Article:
Part Three of our series on the Pirates’ prospective, full-season minor league rotations covers Bradenton. Projecting assignments as an outsider gets really iffy at class A, because the Pirates get an up-close look at a pitcher’s development and work from there. Last year, for instance, I thought they’d send 2013 fourth-round draft pick Cody Dickson to Bradenton, but he went to West Virginia and ninth-rounder Chad Kuhl went to Bradenton. Sure enough, Dickson had a rough first half even in low A and Kuhl had a very solid year at the higher level.
Another factor that adds unpredictability is that the team will sometimes move pitchers from relief to starting, or vice versa, based on factors that don’t show up in the stats. It’s also possible that one or more pitchers who pitched for Bradenton in 2014 could get pushed down from Altoona for various reasons. One candidate might be Jason Creasy, who got hit hard over the last two months of last season. Orlando Castro could return to Bradenton after getting hurt promptly upon being promoted to Altoona last year. If Aaron Pribanic gets healthy after an absence of nearly three years, he could start at Bradenton despite his experience in AA.
One of the more prominent prospects who could appear at Bradenton is Clay Holmes (pictured), but he isn’t expected to be ready for the start of the season following last year’s Tommy John surgery. Holmes had a good second half at West Virginia in 2013 following a rough first half, but the team could decide to send him back to low A initially, once he’s ready.
Luis Heredia’s two partial seasons in low A have been plagued by injuries, conditioning problems and disappointing performances. Just the same, the Pirates aren’t big on sending players back to the same level over and over, so he’ll probably move up to Bradenton. Heredia will be eligible for the Rule 5 draft after the season, so 2015 would be a good time for him to step up.
Cody Dickson should also move up. He made significant progress in the second half of 2014, going from a 5.58 ERA and 1.68 WHIP in his first 13 starts to a 2.45 ERA and 1.38 WHIP in his last 14.
Of the pitchers drafted by the Pirates in 2014, sixth rounder Tyler Eppler is the obvious candidate to skip low A. He’s similar to Kuhl in that he didn’t miss a lot of bats in short-season ball after he signed, but he walked very few and put up a WHIP of 0.95 (0.69 in August). He is, however, a flyball pitcher.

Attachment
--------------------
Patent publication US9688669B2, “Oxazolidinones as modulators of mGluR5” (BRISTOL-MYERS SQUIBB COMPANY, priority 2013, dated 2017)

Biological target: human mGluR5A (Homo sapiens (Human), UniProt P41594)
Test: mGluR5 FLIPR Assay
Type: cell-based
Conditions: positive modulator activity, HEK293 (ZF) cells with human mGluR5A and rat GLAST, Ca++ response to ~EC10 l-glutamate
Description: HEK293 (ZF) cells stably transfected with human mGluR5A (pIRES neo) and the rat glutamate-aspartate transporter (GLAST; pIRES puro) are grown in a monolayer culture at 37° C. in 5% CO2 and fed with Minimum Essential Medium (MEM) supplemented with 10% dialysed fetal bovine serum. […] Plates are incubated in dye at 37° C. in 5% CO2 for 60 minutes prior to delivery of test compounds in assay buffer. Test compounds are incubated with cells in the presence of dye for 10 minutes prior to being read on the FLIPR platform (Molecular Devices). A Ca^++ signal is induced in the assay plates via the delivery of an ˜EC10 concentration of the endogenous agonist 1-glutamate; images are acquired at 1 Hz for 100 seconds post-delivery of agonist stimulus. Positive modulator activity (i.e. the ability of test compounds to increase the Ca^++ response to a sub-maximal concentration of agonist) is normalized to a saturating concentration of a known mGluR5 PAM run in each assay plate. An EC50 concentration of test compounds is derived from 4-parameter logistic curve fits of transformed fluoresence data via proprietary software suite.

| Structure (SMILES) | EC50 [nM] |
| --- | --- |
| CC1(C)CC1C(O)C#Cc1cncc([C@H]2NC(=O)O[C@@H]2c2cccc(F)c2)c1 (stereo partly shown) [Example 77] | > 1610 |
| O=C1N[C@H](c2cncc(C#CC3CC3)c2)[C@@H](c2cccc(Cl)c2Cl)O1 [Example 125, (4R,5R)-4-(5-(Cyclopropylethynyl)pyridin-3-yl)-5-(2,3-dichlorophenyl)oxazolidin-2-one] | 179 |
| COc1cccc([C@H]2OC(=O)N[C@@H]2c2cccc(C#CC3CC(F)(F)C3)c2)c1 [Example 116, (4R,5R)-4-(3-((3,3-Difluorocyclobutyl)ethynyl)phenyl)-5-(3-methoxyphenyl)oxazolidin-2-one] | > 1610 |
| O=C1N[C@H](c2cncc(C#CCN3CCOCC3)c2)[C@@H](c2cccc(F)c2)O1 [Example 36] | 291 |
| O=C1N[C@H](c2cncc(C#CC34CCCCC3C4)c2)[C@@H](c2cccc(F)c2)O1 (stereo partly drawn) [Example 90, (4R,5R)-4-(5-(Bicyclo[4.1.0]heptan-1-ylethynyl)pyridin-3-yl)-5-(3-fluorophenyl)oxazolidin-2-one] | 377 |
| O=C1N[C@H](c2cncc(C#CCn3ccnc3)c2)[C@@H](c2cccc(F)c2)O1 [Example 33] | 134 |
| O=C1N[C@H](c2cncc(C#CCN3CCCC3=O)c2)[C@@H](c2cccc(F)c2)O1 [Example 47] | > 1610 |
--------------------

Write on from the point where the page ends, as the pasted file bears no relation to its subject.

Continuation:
It’s especially hard to project how the Pirates will handle Dovydas Neverauskas, since there isn’t exactly an established track record for Lithuanian pitchers. The team stuck with Neverauskas in the West Virginia rotation all year in 2014 despite some rough results (5.60 ERA, 1.67 WHIP, 4.0 BB/9). He has a good arm and his velocity, while erratic, has sometimes sat at 95. If he shows up well enough in spring training, he could move up.
Other 2014 draftees besides Eppler could be candidates to make the jump from short season ball to Bradenton, although most seem more likely to go to West Virginia. Montana DuRapau, the team’s 32nd round pick, is small (5’11") and tops out in the upper-80s, but he had a 7:1 K:BB ratio at Jamestown in 2014 and . . . his name is Montana DuRapau.
Thirteenth rounder Frank Duncan pitched very well for Jamestown after struggling through his first three starts. Tenth rounder Alex McRae just struggled (6.21 ERA) and eighth rounder Austin Coley threw only 20 innings due to shoulder issues, so they don’t seem like good candidates to skip a level.
Maybe the most intriguing possibility is lefty John Sever, the team’s 20th round pick. He pitched after signing at Bristol, which is sort-of half a level lower than Jamestown. Sever put up playstation numbers (1.33 ERA, 13.9 K/9) and also showed surprising velocity in relief, leading the Pirates to give him three starts late in the year. He seems most likely to move up to the Bradenton bullpen, but if the team is curious enough about what they have, they could try him as a starter.
Another pitcher who could move to the rotation from relief is Felipe Gonzalez, whom the Pirates selected in the minor league phase of the Rule 5 draft last year. Gonzalez spent four years in the Dominican Summer League and then missed a year due to an injury, but the Pirates quickly moved him up to full season ball. He pitched well in a swing role for West Virginia in 2014, then finished the season in the Bradenton bullpen, where he had control problems.